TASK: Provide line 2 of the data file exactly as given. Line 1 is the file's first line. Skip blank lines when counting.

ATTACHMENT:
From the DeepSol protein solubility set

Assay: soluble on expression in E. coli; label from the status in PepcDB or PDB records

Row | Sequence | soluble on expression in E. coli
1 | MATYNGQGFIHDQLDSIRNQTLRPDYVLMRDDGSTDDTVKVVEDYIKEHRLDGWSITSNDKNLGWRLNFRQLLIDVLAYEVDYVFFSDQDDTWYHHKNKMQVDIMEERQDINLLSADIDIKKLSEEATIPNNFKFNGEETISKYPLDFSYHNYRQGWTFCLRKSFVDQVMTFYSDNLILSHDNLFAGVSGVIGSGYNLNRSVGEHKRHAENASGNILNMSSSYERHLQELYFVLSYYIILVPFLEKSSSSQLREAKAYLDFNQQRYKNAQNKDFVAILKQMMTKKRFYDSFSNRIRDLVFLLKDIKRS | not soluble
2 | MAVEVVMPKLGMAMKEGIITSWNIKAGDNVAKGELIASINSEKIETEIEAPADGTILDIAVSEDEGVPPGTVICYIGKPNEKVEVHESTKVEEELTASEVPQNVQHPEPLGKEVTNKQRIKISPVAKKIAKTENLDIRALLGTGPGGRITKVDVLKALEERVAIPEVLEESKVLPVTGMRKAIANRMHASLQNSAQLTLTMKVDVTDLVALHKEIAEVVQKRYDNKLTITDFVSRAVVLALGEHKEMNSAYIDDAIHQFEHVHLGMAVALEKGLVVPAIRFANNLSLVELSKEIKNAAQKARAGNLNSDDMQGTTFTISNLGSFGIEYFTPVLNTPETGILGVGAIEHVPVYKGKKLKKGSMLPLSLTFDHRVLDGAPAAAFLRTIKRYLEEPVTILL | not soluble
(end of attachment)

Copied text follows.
Assay: soluble on expression in E. coli; label from the status in PepcDB or PDB records